A bunch of learning curves – Braincare after two years

About two years ago in 2016, a Y-kampus article telling a bit about university spin-off company Braincare was published. Just before summer I got in contact with Katrina Wendel-Mitoraj and asked if she could afford the time to update us a little bit. Since then their path has apparently been full of learning.

Learning how to be a medical device company

Braincare has spent a lot of time developing their app and the software. The app was first and still is a kind of a side project relating to TUTLI projects innovation – the electrode implants. Katrina describes the building of the app like the School of Hard Knocks, really learning the hard way how to be a start-up:

Basically I’ve been going from hospital to hospital showing our app to epilepsy nurses and doctors and asking what they want. I think it has been a good learning exercise, after all we were all engineers with no business expertise.”

 

Learning to build up reputation

The next thing was to start connecting the hospitals, the customers. Selling to public sector certainly is not a fast process.

“Our most difficult obstacle has probably been the procurement process. We started marketing quite a while ago and from the first phone call it takes around one year to get a contract with the public sector.”

Then Katrina shows me the actual electrode, the innovation from TUTLI project times. A non-surface, under-the-skin electrode for monitoring electrical activity from the brain, known as electroencephalogram (EEG). The app is just a first step in to get the electrode to the hospitals. The implant has not yet been tested subdermally, only on the skin surface as external measurements.

“We are getting ready to test this later this year. I’d still call this R&D, this will pull us forward as a medical device company.

This has been like running two companies at the same time, building the distributors network and sales channels for both.”

 

Learning to work with people

Katrina states that only by talking with people you can get paying customers and connections to build your company with.

Our huge milestone has been to get the first paying customers. Also launching the app was basically our first step to international markets, that was like taking a leap of faith.

Last week we had our first trade show in London. We got more international opinions, good seizure recording results and we even found a company that is able to deliver a missing piece for our product.”

Doctors want to know, and nurses are waiting for their time to be saved. Katrina also states that learning to iterate not just products but also processes has been one thing, making the idea of a lean startup true: testing, getting feedback and getting better.

 

Learning to ask questions

As a biggest learning and shift of mindset Katrina points out the importance of asking things from potential customers.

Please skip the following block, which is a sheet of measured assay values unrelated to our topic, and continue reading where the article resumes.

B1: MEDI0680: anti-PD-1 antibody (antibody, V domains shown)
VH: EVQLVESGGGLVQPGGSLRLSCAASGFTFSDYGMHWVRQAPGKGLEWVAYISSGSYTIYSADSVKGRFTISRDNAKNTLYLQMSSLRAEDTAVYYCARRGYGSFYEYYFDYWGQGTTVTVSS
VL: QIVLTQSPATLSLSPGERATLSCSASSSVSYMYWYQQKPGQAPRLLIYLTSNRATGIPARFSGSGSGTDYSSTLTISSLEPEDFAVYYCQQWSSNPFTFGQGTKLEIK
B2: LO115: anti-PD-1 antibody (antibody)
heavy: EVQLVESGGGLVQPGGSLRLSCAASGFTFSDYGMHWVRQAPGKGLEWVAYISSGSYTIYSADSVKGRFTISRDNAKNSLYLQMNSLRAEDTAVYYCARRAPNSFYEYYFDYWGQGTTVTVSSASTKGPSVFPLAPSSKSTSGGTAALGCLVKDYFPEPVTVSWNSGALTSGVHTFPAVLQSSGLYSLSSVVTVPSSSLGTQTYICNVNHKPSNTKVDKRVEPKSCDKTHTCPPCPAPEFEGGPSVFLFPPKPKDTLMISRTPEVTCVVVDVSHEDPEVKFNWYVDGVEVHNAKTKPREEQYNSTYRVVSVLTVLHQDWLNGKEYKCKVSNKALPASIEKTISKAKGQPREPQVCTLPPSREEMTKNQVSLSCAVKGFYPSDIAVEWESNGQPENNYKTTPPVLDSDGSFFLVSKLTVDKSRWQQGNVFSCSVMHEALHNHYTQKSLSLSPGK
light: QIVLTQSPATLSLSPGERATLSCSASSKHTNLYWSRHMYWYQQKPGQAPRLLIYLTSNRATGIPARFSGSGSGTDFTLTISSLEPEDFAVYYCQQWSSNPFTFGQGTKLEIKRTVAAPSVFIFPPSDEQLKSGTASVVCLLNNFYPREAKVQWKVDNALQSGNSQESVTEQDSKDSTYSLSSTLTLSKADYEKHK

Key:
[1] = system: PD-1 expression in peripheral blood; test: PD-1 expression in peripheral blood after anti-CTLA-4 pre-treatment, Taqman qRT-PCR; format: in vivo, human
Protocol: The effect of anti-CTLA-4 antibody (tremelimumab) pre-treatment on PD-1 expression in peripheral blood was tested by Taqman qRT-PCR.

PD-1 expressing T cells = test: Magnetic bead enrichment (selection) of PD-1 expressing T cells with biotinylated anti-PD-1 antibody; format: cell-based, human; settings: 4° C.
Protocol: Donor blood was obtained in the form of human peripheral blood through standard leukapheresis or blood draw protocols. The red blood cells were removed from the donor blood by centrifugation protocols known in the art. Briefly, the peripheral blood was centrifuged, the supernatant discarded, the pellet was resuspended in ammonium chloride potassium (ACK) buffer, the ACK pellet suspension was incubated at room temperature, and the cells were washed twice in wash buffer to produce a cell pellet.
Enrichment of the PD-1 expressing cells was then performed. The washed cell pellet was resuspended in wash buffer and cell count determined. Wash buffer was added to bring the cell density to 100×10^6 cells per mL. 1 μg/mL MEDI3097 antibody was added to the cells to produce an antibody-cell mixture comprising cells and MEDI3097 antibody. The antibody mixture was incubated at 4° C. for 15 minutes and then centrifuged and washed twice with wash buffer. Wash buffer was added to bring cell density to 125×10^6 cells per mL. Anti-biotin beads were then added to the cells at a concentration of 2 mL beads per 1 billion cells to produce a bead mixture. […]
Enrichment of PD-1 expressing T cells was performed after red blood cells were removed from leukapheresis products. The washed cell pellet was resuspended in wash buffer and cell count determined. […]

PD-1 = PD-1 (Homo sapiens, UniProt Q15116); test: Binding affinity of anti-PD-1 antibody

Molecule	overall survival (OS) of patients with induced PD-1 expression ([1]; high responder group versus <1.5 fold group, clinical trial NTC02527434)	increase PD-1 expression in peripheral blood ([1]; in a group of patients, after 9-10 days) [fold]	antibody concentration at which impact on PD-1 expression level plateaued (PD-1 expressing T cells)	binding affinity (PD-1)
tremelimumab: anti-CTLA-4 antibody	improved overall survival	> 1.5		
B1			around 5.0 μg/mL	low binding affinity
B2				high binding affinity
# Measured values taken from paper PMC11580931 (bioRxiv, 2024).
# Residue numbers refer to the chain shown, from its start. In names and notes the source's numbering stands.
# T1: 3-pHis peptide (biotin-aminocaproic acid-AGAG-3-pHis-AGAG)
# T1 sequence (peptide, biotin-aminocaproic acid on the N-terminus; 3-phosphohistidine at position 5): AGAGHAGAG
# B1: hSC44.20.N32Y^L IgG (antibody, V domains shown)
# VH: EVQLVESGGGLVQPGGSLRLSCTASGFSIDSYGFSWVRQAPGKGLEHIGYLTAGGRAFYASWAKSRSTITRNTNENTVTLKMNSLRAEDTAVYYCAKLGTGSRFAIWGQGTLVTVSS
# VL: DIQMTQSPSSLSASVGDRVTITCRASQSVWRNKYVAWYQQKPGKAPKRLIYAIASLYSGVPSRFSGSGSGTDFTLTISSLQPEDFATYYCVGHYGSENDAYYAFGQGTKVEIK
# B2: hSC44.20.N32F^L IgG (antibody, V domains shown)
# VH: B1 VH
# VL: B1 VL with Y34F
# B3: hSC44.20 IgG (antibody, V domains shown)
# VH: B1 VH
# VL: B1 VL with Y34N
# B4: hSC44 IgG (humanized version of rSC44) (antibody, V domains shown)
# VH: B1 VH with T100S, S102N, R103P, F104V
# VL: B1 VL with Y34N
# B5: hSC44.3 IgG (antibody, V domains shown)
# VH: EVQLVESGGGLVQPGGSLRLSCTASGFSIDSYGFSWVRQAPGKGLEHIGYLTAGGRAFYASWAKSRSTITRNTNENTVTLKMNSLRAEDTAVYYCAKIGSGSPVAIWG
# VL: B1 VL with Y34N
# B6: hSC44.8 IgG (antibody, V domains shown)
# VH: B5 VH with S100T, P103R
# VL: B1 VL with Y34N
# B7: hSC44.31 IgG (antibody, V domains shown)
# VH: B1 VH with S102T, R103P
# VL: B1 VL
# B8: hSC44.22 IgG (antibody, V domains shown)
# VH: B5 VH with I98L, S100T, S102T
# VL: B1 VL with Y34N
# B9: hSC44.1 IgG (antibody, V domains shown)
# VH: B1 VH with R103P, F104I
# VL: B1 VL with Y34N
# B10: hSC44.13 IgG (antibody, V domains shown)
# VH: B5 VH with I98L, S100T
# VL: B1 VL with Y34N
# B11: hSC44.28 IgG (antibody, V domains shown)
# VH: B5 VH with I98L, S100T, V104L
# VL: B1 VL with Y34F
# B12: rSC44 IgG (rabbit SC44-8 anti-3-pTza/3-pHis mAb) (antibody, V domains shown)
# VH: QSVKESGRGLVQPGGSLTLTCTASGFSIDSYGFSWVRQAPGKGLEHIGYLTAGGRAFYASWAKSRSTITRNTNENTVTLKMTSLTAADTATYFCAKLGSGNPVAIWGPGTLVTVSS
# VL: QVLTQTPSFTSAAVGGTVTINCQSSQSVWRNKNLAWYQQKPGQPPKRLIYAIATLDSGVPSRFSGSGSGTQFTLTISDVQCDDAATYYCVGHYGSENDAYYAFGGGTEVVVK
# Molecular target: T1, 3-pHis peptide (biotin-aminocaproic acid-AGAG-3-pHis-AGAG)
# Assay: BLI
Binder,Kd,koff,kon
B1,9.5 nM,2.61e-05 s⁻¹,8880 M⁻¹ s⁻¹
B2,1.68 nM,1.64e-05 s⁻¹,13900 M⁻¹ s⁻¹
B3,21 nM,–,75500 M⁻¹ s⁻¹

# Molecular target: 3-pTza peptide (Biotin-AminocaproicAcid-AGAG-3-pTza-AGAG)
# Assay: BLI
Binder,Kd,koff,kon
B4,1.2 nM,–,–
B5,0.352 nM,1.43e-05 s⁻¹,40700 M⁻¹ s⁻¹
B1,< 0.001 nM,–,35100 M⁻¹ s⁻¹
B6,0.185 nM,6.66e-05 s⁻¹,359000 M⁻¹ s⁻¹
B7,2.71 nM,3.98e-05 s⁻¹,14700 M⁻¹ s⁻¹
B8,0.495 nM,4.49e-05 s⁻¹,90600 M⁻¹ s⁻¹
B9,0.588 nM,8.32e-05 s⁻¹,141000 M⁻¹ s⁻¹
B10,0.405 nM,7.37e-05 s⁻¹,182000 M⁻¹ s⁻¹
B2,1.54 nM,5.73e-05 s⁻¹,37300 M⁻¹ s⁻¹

“A biggest mindshift was this New Factory accelerator program that the university got us to participate this spring. Exiting stealth mode and getting feedback on the electrode was a big step, we are of course always afraid that someone’s going to copy our idea.”

These things you cannot learn from books, you have to go out there on your own. When asking about tips for possible future entrepreneurs or researchers who wonder about starting a company, the same customer point of view is in focus:

The hardest part is that you need to start selling even before the product is ready. Ask your potential customers: ‘If I do this would you use it?’.”

 

Learning about long-term entrepreneurship

Braincare seems to be still going forward even after two years of hard work. The entrepreneur herself feels of course firstly very busy, but still sees the light at the end of the tunnel:

“It’s been very slow, but going international and seeing that there is clearly an interest in both products keeps us excited and going forward. On the other hand it’s also exhausting to always come up with plan A, plan B, plan C.”

Things don’t always go as you plan in entrepreunial world. So what makes Katrina stay in this path rather than be a university researcher? How to find courage to leave the university and start a company, hop on a rollercoaster?

“There’s so much a talk that makes the entrepreunial world sound really exciting. Also knowing that there clearly is a need for our products and it’s possible to help patients makes this inspiring.  

We could be creating a whole new field of research. Possibility to change things in a big way keeps me going forward.”

Two years have gone by and it’s still only just the beginning with these two products. Braincare made it to the top 100 most promising start-ups in Finland -list and next up will be the Kasvu Open Carnival in October. We hope to hear from Braincare when the testings of the electrodes have begun and they are still a little closer to changing the world.

Last Y-kampus article

Aamulehti article

Aamulehti: Top 100 most promising start-ups in Finland

Text & photos: Aino Siiroinen

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